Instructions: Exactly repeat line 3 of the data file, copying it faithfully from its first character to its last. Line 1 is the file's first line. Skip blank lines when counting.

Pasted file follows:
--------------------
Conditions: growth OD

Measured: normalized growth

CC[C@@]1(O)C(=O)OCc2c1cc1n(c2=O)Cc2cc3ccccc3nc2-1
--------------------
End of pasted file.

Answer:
CC[C@@]1(O)C(=O)OCc2c1cc1n(c2=O)Cc2cc3ccccc3nc2-1